On Monday, Quebec Premier Francois Legault announced an action group to examine solutions to racism and racial profiling in public services after facing backlash for saying at a press conference that systematic racism was not a feature of Quebec.  Indigenous groups, among others, will be consulted as part of their work, the government said.

The Ministry said on Thursday that the North would have a strong voice during the process and that the MLA that represents Ungava, the Quebec provincial riding that includes the Arctic, was included in the group.

“We are aware of the difficulties experienced. We should no longer tolerate acts of racism and need to focus on taking action. The Minister responsible for Aboriginal Affairs, Sylvie d’Amours, and her parliamentary assistant, the Deputy of Ungava, Denis Lamothe, sit on the group. This is a clear message from our government that we want to work with communities and include them in our reflections so we can find solutions adapted to their reality.”

On Wednesday, Watt said Makivik would be watching the work of the action group closely, but deemed it already “flawed” because no Inuit are part of the core group.

Write to Eilís Quinn at eilis.quinn(at)

Related stories from around the North:

Canada: Death in the Arctic – A community grieves, a father fights for change, Eye on the Arctic

Finland: Police response times up to an hour slower in Arctic Finland, Yle News

Sweden: Film exploring racism against Sami wins big at Swedish film awards, Radio Sweden

United States: Lack of village police leads to hiring cops with criminal records in Alaska: Anchorage Daily News, Alaska Public Media

Eilís Quinn, Eye on the Arctic

Eilís Quinn is an award-winning journalist and manages Radio Canada International’s Eye on the Arctic news cooperation project. Eilís has reported from the Arctic regions of all eight circumpolar countries and has produced numerous documentary and multimedia series about climate change and the issues facing Indigenous peoples in the North.

Her investigative report "Death in the Arctic: A community grieves, a father fights for change," about the murder of Robert Adams, a 19-year-old Inuk man from Arctic Quebec, received the silver medal for “Best Investigative Article or Series” at the 2019 Canadian Online Publishing Awards. The project also received an honourable mention for excellence in reporting on trauma at the 2019 Dart Awards in New York City.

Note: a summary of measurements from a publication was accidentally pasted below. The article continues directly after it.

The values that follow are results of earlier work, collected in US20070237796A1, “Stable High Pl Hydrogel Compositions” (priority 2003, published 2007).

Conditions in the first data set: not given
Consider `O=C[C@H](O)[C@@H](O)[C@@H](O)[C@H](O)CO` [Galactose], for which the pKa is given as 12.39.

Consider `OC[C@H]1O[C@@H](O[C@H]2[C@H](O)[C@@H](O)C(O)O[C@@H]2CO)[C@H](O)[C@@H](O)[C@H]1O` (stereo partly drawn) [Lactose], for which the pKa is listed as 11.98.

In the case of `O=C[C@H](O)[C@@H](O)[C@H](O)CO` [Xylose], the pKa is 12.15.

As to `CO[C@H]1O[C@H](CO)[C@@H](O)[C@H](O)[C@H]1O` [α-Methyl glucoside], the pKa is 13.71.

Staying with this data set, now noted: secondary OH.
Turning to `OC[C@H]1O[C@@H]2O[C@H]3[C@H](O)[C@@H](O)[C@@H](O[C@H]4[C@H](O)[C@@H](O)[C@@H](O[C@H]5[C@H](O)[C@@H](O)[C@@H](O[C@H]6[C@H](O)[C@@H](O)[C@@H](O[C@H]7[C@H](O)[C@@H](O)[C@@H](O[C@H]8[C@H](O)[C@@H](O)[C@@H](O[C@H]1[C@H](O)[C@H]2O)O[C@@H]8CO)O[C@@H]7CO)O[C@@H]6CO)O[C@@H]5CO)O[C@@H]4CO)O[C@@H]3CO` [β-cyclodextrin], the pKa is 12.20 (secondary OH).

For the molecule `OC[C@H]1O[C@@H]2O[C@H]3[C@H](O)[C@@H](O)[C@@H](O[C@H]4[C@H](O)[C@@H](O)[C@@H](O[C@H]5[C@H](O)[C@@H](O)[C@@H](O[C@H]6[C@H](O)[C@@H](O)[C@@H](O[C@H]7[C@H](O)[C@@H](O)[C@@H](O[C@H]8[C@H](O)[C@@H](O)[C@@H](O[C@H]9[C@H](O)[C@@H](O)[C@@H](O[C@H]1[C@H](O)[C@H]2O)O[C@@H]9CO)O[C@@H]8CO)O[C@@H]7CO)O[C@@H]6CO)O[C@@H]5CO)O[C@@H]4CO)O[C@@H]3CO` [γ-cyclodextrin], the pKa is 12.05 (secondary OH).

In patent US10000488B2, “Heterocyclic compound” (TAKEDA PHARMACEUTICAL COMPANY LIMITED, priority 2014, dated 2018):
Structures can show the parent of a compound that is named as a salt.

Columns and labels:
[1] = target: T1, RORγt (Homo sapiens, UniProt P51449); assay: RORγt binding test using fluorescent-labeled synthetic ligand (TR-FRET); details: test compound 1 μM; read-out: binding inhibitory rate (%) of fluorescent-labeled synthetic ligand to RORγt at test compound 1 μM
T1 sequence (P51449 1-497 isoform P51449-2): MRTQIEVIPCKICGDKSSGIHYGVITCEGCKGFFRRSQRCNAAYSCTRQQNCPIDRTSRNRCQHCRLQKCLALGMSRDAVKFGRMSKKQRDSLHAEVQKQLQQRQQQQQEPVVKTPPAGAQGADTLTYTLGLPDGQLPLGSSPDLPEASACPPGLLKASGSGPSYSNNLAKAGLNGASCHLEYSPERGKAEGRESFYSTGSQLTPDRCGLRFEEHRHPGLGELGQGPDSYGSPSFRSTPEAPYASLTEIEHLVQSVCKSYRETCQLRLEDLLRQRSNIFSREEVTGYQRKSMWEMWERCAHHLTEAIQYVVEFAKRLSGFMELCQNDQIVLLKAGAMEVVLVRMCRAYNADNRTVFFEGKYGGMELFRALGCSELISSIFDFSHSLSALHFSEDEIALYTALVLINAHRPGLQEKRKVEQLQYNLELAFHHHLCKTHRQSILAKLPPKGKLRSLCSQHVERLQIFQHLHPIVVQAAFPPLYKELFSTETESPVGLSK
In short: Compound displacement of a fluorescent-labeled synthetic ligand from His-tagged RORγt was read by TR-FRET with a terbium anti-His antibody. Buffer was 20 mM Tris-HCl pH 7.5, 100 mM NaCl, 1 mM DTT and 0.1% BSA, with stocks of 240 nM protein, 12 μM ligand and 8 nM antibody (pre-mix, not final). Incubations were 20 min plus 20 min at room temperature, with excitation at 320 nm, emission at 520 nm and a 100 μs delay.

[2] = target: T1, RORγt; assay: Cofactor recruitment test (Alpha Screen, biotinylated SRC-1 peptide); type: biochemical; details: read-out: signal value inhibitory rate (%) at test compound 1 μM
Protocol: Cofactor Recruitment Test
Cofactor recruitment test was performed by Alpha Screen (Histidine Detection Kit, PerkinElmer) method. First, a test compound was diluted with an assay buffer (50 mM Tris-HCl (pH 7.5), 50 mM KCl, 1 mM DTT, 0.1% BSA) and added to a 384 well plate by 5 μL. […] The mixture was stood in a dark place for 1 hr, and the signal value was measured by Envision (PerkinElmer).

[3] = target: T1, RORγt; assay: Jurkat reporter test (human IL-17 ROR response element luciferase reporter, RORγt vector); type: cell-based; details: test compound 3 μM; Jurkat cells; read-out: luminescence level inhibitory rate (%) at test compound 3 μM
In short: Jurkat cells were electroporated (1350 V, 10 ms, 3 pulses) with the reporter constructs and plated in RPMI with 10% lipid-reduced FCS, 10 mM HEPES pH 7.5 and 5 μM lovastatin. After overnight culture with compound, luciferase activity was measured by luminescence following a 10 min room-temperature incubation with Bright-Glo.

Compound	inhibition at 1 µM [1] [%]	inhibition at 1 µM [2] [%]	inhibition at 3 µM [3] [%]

Her report “The Arctic Railway: Building a future or destroying a culture?” on the impact a multi-billion euro infrastructure project would have on Indigenous communities in Arctic Europe was a finalist at the 2019 Canadian Association of Journalists award in the online investigative category.

Her multimedia project on the health challenges in the Canadian Arctic, "Bridging the Divide," was a finalist at the 2012 Webby Awards.

Her work on climate change in the Arctic has also been featured on the TV science program Découverte, as well as Le Téléjournal, the French-Language CBC’s flagship news cast.

Eilís has worked for media organizations in Canada and the United States and as a TV host for the Discovery/BBC Worldwide series "Best in China."

Do you want to report an error or a typo? Click here!

Leave a Reply

Note: By submitting your comments, you acknowledge that Radio Canada International has the right to reproduce, broadcast and publicize those comments or any part thereof in any manner whatsoever. Radio Canada International does not endorse any of the views posted. Your comments will be pre-moderated and published if they meet netiquette guidelines.
Netiquette »

Your email address will not be published. Required fields are marked *